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The Bailout Is A Tough Sale

Even MSNBC is not amused: First fear, then loathing, toward Wall Street

As Americans digest a dizzying series of events that has left Wall Street shaken to its core, the mood on Main Street is shifting from fear to loathing. They are angry that government regulators did not do enough to prevent this — and protect them — in the first place. They are upset the government is proposing billions of dollars in bailouts for Wall Street, even as many regular Americans are struggling to hang onto their homes and pay their bills.

They also are livid that massive financial firms in which they trusted took wild risks and made incredibly bad decisions, in turn impacting their personal finances. Some wonder why, in the face of such a massive financial crisis, so few of these executives have stepped up to apologize for, or even try to explain, their actions.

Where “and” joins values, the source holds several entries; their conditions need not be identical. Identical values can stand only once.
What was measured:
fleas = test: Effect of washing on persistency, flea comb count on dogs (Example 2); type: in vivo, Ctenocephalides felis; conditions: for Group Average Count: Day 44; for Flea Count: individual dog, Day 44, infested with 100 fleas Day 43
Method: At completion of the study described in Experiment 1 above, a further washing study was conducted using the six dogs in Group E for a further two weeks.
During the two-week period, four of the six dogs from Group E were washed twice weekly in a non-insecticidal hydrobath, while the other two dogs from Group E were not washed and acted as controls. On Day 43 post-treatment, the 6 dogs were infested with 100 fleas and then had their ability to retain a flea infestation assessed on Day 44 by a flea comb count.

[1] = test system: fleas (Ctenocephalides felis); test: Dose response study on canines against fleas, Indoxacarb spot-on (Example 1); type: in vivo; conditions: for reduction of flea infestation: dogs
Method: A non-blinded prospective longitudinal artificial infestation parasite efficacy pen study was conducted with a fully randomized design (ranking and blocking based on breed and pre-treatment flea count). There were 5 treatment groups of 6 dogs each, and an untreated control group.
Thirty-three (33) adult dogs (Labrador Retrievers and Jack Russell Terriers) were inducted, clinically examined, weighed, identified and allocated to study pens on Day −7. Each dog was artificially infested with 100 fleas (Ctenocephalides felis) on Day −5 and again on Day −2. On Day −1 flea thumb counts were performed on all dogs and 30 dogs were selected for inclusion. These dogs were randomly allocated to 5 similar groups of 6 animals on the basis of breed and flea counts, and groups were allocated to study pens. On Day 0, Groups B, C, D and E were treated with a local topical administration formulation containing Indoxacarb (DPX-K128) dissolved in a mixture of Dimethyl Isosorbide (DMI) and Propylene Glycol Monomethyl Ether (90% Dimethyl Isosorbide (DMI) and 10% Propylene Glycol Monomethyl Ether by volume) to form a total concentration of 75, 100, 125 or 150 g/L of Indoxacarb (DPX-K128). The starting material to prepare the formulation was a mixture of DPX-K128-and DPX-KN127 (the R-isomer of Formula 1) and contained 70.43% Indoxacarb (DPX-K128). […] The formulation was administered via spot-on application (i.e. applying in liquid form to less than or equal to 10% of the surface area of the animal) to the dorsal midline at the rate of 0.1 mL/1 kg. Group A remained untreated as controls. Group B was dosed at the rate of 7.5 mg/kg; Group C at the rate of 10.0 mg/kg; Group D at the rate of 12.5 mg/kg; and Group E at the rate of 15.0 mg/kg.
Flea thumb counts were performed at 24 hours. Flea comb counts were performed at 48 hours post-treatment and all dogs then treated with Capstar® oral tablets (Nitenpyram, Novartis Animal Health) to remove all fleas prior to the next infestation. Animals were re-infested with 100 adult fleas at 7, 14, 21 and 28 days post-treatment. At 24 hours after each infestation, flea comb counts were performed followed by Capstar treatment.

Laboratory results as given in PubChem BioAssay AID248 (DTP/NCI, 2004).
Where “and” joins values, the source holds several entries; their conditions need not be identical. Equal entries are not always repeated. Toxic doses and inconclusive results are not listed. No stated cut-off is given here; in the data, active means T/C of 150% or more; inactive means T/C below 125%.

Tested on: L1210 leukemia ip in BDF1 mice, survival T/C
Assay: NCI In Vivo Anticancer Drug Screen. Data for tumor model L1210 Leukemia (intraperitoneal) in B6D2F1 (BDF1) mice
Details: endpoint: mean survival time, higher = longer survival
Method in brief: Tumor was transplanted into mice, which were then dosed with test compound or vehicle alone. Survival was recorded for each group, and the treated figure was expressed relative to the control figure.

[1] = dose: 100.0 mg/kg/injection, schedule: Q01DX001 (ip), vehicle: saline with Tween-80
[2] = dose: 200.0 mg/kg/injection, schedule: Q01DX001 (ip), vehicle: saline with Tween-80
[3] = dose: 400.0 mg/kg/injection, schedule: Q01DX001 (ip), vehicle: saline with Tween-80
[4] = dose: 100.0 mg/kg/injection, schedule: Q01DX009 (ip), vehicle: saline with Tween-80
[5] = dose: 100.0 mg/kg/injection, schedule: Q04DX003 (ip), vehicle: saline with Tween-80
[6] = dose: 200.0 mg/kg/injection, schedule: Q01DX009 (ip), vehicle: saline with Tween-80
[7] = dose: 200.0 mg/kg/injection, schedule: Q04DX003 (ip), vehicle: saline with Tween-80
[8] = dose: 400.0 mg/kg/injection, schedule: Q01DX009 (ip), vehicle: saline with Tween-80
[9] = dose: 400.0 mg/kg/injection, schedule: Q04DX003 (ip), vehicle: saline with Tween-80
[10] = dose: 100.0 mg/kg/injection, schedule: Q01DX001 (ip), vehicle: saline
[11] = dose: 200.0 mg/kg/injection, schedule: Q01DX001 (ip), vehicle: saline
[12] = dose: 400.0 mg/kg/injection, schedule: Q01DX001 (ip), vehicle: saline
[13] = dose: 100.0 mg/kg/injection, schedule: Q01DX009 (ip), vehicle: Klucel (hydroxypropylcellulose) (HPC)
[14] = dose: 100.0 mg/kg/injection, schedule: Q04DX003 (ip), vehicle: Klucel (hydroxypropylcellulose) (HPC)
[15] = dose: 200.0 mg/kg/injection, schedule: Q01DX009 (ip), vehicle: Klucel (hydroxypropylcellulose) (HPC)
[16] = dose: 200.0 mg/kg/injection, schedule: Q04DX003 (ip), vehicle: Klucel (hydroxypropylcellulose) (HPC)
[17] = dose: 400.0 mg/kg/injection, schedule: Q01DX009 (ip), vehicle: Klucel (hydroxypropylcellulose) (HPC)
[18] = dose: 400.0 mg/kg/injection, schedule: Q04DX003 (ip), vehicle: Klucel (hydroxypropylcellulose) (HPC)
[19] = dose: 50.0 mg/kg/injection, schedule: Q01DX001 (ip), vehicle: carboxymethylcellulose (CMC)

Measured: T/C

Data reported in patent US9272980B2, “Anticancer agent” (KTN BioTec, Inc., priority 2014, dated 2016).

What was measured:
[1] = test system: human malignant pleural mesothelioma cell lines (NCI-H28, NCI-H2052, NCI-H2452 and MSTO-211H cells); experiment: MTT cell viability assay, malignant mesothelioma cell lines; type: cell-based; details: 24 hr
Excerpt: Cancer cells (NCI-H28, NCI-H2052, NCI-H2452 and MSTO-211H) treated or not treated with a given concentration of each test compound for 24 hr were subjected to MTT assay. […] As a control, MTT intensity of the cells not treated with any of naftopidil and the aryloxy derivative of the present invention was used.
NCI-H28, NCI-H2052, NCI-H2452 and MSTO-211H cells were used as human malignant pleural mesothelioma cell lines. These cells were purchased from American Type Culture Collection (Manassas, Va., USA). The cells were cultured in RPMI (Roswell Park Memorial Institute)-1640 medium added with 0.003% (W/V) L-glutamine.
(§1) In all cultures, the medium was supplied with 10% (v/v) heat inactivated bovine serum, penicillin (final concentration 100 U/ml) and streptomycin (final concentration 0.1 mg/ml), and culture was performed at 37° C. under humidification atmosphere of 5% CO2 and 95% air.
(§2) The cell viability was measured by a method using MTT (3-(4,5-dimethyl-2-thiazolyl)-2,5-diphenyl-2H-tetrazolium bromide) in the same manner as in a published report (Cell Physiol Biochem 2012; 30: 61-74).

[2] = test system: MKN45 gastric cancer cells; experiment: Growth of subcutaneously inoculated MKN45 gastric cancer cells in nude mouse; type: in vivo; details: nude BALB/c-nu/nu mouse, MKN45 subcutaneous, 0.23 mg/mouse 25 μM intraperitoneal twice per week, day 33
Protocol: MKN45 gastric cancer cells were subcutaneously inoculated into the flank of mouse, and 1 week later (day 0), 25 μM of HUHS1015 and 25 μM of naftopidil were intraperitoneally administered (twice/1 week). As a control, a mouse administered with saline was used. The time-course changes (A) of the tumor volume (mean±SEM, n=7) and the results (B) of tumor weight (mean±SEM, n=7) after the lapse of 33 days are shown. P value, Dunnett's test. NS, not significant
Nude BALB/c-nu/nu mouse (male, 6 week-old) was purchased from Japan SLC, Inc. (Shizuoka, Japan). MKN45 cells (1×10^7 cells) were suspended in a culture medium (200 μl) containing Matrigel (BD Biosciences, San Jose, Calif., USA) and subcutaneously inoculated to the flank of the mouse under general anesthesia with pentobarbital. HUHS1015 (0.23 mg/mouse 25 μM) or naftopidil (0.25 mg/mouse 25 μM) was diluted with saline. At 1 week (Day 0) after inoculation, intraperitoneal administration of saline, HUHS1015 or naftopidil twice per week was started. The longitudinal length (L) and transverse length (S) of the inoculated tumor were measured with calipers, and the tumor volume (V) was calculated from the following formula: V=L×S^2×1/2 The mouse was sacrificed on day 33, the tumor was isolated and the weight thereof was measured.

Mostly, they think it’s despicable that many of these top executives could walk away with millions of dollars in their bank accounts, even as some average Americans see their retirement plans thrown into chaos.

A large segment of the US population still believes in living by the rules. They believe that when you make a mistake you are supposed to repent and ask for forgiveness. Southern Baptists have a gift for repenting and asking for forgiveness, which is why so many end up in politics.  Trying to bailout people and companies who are perceived as arrogant by the average citizen isn’t going to work. The old-fashioned Protestant work ethic tells people that there has to be shame associated with being bailed out, and they don’t see any.